Automated pool of linked clone desktops which offer storage capacity savings
Manual pool of full clones with capacity savings achieved by using native features (ex: deduplication, native storage clones/snapshots etc.,) of the NAS Storage array
With the VCAI, customers can now leverage both the linked clone capability that View provides and the capabilities provided by the NAS storage array.
The workflow of using this feature is as follows:
The feature is also supported on existing pools. The typical use case is one of View upgrades – customers running VMware View 5.0 on VMware vSphere 5.0 upgrading to VMware View 5.1 can use this feature on their existing linked clone pools. The edit pool wizard allows selection of this feature. It is important to note that a recompose/refresh operation must be performed on the pool when this feature is selected through the edit pool wizard. Without a refresh/recompose operation, the clones are still maintained as redo-log based clones and not native storage clones. The workflow for the clone creation with the edit pool case is same as the one described above.
Using the same hardware and software described above (that was used for the VCAI certification) we also ran a smaller test to assess the true positive impact of enabling VCAI in a pool (leveraging Tintri’s VCAI capability). With VCAI enabled, we not only observed faster View Composer operations, but also observed 25% decrease in peak IP storage network traffic and 50% decrease in the peak NFS file system operations on the Tintri VMstore system.
In order to accurately determine the differences in resource utilization between a VCAI-enabled linked clone desktop pool and a VCAI-disabled linked clone desktop pool, the following configuration was used:
VCAI-enabled linked clone pool
VMware VAAI for NAS VIB installed (Tintri VAAI plugin)
Dedicated NFS mount on Tintri VMstore
VCAI enabled in VMware Horizon (with View) linked clone desktop pool
View Storage Accelerator (VSA) disabled in VMware Horizon (as of this writing, Tintri OS 3.0 does not support both VCAI and VSA enabled at the same time) VCAI-disabled linked clone desktop pool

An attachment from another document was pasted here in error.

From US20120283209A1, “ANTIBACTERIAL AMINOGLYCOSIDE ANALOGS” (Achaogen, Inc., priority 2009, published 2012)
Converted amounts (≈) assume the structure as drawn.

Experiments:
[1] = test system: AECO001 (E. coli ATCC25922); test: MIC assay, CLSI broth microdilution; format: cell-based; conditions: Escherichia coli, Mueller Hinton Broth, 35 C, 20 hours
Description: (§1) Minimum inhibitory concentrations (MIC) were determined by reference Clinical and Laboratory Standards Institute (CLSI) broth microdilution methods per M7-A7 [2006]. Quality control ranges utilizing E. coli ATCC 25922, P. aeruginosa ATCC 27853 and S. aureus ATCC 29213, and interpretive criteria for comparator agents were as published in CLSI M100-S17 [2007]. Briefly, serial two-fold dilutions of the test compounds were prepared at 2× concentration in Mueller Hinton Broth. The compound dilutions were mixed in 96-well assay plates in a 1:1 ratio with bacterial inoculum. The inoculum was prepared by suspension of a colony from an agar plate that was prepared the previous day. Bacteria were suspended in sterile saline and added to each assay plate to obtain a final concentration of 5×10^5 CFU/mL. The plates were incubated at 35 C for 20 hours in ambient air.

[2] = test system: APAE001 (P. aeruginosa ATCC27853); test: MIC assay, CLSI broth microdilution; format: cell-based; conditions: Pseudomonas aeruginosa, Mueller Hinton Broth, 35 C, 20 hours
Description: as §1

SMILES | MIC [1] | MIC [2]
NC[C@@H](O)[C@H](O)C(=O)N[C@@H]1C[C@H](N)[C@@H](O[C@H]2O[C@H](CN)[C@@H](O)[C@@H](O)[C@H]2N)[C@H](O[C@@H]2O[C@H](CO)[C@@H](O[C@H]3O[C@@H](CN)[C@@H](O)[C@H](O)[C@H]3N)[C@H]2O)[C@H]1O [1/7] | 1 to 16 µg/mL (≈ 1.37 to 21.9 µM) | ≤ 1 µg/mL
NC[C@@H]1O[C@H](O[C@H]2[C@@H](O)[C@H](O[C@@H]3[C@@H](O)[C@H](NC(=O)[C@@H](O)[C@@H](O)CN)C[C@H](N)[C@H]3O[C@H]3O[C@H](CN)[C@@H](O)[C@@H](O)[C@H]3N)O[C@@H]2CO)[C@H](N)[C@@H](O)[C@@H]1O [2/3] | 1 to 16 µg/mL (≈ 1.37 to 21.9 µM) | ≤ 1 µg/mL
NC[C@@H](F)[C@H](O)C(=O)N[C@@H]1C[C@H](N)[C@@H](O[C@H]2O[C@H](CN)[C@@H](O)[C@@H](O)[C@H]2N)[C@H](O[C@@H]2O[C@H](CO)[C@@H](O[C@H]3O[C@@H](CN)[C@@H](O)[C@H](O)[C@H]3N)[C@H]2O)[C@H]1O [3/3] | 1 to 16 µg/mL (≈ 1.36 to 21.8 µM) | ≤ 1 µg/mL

VCAI-enabled linked clone pool
VMware VAAI for NAS VIB (Tintri VAAI plugin) not installed
Dedicated NFS mount on Tintri VMstore
VCAI disabled in VMware Horizon (with View) linked clone desktop pool
VSA disabled in VMware Horizon (with View) linked clone desktop pool
Figure 1 shows the aggregate vmnic traffic comparison for the NFS/IP storage network port group (we trunked the two 10GbE NICs on that host). This information was obtained from the performance tab of the VMware vSphere Client connected to the vCenter that manages these hosts.
For the first 12 to 14 minutes (“Stage 1”, marked in light green) of the provisioning operations, the 60GB desktop gold image is being copied to the target NFS datastore for its respective linked clone desktop pool.
In the host with VCAI disabled, that process takes an extra two minutes.
Between minutes 13 and 21 (“Stage 2”, marked in light blue), a significant change in vmnic traffic between the two hypervisors was observed. During this time, the linked clone desktops virtual disk files are created. This illustrates the network utilization benefits of VCAI, as the VCAI-enabled host has lower and smoother storage network utilization as compared to its VCAI- disabled counterpart.
Minutes 21 through 25 (“Stage 3”, marked in light orange) illustrate the storage network utilization during the time in which the ESXi host finishes customizing the linked clone desktops.
Figure 1: Storage network utilization
Figure 2 shows the IOPS for the two dedicated datastores used during this testing. This information was obtained from the Tintri GUI’s real time IOPS chart.
Between minutes 13 and 21, (“Stage 2”, marked in light blue) a massive increase in NFS file system operations is observed on the VCAI-disabled host. This increase directly corresponds to the increase in vmnic utilization shown in Figure 1 and illustrates the increased workload on the hypervisor during VCAI-disabled provisioning.
This difference illustrates the benefits of the Native NFS snapshot primitive for VAAI being used on the VMstore Platform to natively clone and create the linked clone desktops when VCAI is enabled.
Figure 2: NFS file system operations on Tintri VMstore
View Composer API for Array Integration (VCAI) support in VMware Horizon View (2061611)
A closer look at the View Composer API for Array Integration [incl. Video]
Frequently Asked Questions for vStorage APIs for Array Integration (1021976)
Enabling View Composer Array Integration (VCAI) on VMware Horizon View (2066213)
Tintri all-flash storage and software controls each application automatically